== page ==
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It is widely considered that the passing of the corona virus bill in Hungary is a huge step towards dictatorship. (See, for example, here: https://www.politico.eu/article/hungary-viktor-orban-rule-by-decree/)

The main argument is that:

  1. The bill allows prime minister Orban to rule by decree infinitely (at least as long as he sees fit) and that
  2. There is no real need for these measures even during the current COVID-19 pandemic.

But what remains is the question whether there is any need for such measures. From my view as a outsider, I can't really see any benefits concerning the fight against the pandemic. Fidesz already has a two-third majority in parliament, enabling it to rule mostly unhindered and is even able to change the constitution if deemed necessary. Any (tough) measures could probably be passed easily by Fidesz without Orbán having to be able to rule by decree.

Of course, if someone would like to transform the country into a dictatorship, these measures would make a lot of sense. But are there other reasons that may justify the necessity of the bill?

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Well, one obvious justification is that it means the parliament does not have to assemble.

  • It is difficult to organize a parliamentary debate while keeping social distancing.
  • What if some legislators get into contact with an infected person. Could they still speak and cast their vote, or would they be banned during the quarantine period?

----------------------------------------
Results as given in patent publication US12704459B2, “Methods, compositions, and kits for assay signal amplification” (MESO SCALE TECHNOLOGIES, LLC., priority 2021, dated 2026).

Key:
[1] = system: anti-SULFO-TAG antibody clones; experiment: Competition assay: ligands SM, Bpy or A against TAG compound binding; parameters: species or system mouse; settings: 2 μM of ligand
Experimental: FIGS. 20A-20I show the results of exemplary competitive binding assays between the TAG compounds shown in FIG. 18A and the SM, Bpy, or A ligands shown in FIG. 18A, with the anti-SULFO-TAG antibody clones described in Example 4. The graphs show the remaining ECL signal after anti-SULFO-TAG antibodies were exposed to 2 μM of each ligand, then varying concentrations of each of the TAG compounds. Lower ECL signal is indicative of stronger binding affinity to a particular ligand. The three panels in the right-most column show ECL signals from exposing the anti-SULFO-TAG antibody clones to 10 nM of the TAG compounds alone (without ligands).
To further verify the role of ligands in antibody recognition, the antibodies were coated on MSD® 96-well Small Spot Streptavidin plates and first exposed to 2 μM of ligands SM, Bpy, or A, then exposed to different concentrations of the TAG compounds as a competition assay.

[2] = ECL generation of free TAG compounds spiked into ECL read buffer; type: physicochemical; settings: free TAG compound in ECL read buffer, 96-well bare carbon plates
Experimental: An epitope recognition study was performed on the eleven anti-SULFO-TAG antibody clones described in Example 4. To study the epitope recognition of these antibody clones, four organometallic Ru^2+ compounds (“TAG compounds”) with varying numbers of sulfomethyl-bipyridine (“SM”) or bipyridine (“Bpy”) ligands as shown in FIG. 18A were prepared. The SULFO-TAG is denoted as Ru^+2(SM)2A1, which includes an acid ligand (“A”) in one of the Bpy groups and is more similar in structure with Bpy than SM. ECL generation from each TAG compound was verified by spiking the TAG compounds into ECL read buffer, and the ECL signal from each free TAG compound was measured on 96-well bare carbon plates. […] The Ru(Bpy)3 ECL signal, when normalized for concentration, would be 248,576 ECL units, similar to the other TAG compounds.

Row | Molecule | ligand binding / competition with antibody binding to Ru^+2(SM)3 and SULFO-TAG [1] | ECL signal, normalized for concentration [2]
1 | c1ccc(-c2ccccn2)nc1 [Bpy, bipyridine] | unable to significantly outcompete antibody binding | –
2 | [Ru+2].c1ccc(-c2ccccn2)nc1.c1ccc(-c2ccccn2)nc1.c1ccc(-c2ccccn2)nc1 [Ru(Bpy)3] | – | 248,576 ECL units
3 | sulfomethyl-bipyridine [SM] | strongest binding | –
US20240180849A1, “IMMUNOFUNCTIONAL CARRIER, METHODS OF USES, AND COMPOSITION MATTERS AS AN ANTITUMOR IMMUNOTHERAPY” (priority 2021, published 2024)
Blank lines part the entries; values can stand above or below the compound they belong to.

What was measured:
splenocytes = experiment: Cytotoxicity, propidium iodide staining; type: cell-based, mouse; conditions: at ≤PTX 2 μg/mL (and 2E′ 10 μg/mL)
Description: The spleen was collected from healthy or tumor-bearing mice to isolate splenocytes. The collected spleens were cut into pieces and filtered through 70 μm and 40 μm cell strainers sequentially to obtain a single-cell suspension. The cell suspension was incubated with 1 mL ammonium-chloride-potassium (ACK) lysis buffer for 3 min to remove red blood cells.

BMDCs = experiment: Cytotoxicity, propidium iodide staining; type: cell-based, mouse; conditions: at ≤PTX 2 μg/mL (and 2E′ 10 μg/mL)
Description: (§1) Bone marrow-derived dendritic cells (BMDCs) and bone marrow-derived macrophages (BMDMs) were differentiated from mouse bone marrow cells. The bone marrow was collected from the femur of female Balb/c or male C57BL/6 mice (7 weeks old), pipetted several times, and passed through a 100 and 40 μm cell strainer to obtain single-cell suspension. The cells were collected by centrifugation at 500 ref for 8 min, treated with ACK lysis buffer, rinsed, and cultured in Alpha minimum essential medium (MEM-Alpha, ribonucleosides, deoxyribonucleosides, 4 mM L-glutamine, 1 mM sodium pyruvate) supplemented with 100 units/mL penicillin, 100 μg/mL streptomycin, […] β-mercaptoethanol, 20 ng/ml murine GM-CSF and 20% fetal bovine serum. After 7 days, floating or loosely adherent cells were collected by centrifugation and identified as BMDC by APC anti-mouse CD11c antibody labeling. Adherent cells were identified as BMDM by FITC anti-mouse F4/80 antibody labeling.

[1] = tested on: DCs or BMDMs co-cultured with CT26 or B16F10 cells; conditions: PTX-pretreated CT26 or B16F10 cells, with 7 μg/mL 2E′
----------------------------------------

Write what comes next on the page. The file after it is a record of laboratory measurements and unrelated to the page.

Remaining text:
Of course the parliament could e.g. have put a narrow expiry date on the rules, but who knows how feasible a session would be three or six months from now? An expiry of "after the pandemic" would be too fuzzy.


My personal opinion is that the parliament should have found a way to stay relevant, but the question asked for possible justifications.

An option might have been to change parliamentary rules to reduce the quorum, possibly combined with pairing, or to allow online debates and voting, but those are difficult for democracy as well.

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    Worth pointing out is that there actually are a few checks and balances built into the Hungarian Constitution that never seem to make it into media reports. They're technically annoyances, such as requiring Orban to reissue all bills passed during this period every so often (2 weeks if memory serves), and the fact that the emergency can be lifted by the government whether Orban wants it or not. But they're still there. I'm no fan of Orban's authoritarianism myself, but according to my Hungarian wife the situation is not as clearcut black as reports make it. – Denis de Bernardy Apr 1 at 17:19
  • @DenisdeBernardy Probably because, as you say, they are mere annoyances. The parliament could indeed lift the emergency, but only with a two-thirds majority, so if Orban does not want to, at least half of his own party would have to go rogue on him. So this is more a theoretical option than a real limitation. – Thern Apr 2 at 6:37

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